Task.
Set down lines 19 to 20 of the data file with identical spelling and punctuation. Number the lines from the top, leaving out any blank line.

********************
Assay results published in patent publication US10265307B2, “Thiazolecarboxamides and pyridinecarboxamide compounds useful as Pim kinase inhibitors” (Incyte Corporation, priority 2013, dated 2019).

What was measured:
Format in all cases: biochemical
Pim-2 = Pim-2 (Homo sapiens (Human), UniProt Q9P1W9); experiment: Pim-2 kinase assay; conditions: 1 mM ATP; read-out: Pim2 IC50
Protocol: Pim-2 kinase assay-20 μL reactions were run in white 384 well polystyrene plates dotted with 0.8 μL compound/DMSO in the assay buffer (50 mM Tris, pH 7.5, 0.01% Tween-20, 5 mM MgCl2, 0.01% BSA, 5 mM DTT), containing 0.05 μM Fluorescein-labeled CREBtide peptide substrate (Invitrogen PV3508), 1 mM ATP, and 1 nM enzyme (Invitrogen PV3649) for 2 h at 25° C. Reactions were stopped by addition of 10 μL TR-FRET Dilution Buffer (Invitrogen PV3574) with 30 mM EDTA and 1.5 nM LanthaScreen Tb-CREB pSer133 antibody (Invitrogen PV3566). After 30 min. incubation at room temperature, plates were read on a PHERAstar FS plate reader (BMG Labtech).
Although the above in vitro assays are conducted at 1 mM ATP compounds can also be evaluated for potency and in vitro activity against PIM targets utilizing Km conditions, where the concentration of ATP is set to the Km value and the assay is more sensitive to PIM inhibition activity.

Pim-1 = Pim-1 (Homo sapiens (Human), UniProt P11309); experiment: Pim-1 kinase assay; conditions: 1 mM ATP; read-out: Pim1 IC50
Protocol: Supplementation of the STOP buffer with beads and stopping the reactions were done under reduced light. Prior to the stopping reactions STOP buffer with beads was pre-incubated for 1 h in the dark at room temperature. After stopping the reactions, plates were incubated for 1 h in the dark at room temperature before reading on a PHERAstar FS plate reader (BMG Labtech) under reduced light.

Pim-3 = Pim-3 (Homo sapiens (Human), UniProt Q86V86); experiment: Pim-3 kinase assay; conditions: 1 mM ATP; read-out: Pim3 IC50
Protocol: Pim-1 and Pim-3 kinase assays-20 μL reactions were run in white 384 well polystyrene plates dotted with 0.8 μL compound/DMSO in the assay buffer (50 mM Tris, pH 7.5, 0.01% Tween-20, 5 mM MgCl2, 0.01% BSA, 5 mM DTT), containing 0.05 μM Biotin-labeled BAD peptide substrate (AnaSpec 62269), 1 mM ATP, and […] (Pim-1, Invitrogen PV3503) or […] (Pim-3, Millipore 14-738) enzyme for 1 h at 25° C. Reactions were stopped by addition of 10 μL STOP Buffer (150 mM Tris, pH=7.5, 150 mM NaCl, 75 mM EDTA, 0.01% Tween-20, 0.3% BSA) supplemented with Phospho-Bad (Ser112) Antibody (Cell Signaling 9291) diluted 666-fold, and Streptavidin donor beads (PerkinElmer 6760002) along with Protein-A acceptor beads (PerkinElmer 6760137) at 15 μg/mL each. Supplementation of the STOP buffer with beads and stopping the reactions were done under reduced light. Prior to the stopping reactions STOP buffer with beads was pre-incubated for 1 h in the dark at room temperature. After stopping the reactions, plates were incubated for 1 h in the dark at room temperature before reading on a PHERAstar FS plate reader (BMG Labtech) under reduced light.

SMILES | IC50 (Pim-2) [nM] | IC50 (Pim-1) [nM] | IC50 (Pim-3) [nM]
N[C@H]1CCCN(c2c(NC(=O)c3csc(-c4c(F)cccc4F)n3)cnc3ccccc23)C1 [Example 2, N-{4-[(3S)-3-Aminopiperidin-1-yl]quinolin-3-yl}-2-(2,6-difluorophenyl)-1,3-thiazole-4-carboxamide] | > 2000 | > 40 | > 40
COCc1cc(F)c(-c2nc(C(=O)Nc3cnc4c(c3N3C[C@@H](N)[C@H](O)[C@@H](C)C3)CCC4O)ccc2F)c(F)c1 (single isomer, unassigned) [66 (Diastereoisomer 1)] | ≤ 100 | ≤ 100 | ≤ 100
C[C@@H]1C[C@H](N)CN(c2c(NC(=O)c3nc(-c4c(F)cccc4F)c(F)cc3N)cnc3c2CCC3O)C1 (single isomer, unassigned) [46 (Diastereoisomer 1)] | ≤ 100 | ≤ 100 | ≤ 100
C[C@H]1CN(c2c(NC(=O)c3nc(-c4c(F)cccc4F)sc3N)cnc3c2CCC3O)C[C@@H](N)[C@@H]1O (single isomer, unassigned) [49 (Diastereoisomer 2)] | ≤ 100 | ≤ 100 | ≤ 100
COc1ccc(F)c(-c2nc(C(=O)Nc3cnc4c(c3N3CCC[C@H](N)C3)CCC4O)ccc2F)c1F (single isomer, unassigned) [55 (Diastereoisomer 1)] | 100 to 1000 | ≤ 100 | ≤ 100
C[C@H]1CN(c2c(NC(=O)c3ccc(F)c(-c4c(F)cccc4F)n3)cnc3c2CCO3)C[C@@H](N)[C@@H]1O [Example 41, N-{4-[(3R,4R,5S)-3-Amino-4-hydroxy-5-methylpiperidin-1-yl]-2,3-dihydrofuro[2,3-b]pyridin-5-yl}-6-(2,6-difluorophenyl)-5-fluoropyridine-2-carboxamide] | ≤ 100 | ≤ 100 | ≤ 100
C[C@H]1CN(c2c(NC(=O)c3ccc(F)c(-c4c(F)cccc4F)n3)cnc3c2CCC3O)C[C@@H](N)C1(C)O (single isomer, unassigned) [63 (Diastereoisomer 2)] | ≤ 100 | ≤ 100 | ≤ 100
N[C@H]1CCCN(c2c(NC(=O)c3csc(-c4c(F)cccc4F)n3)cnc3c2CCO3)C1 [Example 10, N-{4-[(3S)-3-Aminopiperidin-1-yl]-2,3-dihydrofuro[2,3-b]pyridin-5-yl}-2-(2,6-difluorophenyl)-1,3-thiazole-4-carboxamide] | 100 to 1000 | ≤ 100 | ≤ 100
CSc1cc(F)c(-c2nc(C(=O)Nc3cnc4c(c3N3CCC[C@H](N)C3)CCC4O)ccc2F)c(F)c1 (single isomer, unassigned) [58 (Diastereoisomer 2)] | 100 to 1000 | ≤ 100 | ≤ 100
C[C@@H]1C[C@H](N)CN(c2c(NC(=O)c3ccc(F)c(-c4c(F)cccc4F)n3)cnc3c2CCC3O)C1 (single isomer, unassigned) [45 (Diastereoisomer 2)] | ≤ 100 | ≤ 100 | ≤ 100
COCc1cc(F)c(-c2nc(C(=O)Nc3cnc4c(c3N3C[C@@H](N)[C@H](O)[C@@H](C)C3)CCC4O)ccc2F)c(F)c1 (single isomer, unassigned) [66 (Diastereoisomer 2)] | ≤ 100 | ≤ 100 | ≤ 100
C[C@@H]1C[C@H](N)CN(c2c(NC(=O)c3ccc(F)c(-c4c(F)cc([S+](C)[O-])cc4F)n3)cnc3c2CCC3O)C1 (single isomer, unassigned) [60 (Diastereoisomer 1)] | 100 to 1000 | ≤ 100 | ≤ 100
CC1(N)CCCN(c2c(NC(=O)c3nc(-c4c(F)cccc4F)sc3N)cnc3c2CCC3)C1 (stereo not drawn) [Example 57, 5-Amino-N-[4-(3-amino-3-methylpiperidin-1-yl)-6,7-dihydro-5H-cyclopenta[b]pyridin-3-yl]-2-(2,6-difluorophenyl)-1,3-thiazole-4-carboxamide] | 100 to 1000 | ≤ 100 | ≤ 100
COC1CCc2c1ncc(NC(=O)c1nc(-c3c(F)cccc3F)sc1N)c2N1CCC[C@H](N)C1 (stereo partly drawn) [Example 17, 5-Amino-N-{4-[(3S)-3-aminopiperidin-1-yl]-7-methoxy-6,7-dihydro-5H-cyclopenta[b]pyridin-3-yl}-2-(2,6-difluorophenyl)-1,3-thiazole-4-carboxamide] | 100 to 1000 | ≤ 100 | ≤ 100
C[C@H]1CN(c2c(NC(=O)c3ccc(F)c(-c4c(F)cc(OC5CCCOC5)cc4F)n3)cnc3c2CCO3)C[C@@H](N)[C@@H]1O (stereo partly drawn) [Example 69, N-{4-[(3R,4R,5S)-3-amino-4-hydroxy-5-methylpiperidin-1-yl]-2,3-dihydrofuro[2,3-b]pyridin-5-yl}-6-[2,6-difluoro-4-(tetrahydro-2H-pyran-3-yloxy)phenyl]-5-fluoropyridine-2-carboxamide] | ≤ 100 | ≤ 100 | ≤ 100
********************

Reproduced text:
N[C@H]1CCCN(c2c(NC(=O)c3csc(-c4c(F)cccc4F)n3)cnc3c2CCO3)C1 [Example 10, N-{4-[(3S)-3-Aminopiperidin-1-yl]-2,3-dihydrofuro[2,3-b]pyridin-5-yl}-2-(2,6-difluorophenyl)-1,3-thiazole-4-carboxamide] | 100 to 1000 | ≤ 100 | ≤ 100
CSc1cc(F)c(-c2nc(C(=O)Nc3cnc4c(c3N3CCC[C@H](N)C3)CCC4O)ccc2F)c(F)c1 (single isomer, unassigned) [58 (Diastereoisomer 2)] | 100 to 1000 | ≤ 100 | ≤ 100